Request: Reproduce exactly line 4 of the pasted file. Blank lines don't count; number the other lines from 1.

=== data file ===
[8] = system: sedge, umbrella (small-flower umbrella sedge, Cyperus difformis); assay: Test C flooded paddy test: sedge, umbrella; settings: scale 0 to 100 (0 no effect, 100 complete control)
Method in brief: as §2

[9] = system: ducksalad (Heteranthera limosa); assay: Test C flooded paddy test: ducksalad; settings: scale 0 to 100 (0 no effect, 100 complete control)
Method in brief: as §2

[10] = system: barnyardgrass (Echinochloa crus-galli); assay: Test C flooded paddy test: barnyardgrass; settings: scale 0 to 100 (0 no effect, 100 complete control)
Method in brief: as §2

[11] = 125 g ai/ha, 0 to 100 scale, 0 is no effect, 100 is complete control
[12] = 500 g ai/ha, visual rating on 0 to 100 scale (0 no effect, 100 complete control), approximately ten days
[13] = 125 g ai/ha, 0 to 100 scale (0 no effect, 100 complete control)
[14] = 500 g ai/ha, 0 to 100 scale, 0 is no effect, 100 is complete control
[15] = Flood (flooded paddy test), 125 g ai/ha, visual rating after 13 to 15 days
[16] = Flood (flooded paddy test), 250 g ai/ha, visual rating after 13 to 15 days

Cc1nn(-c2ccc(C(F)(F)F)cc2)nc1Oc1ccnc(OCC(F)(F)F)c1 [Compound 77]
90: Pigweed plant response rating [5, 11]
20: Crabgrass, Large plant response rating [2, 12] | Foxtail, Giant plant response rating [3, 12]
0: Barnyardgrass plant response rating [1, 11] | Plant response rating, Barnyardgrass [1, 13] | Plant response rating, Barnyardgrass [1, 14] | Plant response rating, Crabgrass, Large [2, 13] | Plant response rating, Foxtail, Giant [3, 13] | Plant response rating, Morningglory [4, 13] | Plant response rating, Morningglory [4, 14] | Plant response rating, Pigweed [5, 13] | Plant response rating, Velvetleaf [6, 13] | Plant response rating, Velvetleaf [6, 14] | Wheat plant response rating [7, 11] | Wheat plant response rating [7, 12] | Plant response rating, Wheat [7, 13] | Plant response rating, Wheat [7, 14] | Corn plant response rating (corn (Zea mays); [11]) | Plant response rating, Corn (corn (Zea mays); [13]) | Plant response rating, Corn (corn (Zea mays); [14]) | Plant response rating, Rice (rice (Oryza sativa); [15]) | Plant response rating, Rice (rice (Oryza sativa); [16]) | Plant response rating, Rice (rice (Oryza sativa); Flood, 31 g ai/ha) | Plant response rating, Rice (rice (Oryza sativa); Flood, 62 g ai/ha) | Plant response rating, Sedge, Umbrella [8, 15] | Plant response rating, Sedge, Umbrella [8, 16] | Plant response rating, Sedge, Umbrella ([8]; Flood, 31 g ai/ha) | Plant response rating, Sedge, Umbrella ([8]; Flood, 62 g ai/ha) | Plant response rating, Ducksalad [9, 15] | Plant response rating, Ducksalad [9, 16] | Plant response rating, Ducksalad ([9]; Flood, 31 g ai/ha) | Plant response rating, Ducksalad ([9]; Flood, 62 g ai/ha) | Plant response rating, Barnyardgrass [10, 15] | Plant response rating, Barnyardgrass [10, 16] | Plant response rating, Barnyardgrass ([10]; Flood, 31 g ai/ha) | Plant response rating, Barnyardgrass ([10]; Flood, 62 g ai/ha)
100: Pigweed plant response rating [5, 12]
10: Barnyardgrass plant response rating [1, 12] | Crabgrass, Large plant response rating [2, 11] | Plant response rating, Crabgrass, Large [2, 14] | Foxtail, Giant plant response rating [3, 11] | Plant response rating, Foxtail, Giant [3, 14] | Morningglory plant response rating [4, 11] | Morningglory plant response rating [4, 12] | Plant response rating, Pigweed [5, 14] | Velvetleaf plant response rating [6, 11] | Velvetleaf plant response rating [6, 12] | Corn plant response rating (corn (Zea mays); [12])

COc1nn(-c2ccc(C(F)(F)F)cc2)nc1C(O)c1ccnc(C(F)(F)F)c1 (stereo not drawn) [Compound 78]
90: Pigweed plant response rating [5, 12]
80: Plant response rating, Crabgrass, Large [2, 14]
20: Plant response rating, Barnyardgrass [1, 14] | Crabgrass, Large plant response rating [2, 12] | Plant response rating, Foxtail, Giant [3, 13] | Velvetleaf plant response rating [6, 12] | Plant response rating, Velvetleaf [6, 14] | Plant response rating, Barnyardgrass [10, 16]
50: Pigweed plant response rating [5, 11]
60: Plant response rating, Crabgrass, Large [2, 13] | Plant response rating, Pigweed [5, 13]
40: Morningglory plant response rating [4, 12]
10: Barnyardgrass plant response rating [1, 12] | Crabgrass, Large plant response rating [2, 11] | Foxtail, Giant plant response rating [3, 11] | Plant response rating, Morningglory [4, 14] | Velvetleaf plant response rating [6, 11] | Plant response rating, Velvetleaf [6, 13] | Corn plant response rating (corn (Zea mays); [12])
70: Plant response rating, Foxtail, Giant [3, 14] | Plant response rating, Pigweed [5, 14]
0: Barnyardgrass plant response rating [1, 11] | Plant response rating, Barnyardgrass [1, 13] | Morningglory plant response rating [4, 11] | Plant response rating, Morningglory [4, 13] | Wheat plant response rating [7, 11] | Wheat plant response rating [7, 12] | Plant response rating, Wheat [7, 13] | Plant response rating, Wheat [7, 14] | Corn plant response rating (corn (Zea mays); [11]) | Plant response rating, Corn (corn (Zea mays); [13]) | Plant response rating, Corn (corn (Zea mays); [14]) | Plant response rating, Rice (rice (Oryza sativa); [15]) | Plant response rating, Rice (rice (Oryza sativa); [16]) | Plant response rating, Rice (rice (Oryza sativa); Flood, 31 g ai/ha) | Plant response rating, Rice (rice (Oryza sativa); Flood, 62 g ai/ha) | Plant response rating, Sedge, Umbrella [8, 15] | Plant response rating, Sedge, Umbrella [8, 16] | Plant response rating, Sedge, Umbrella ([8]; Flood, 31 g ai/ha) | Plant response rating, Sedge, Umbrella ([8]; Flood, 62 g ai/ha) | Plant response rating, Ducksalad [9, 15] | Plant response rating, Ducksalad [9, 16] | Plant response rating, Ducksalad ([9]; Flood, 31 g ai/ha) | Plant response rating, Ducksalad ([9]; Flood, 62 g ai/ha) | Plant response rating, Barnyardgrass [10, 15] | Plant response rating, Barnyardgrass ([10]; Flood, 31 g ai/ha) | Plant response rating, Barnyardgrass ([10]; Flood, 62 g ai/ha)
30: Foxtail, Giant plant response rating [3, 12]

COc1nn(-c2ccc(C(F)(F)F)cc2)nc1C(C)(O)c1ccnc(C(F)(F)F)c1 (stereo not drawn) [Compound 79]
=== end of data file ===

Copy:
Method in brief: as §2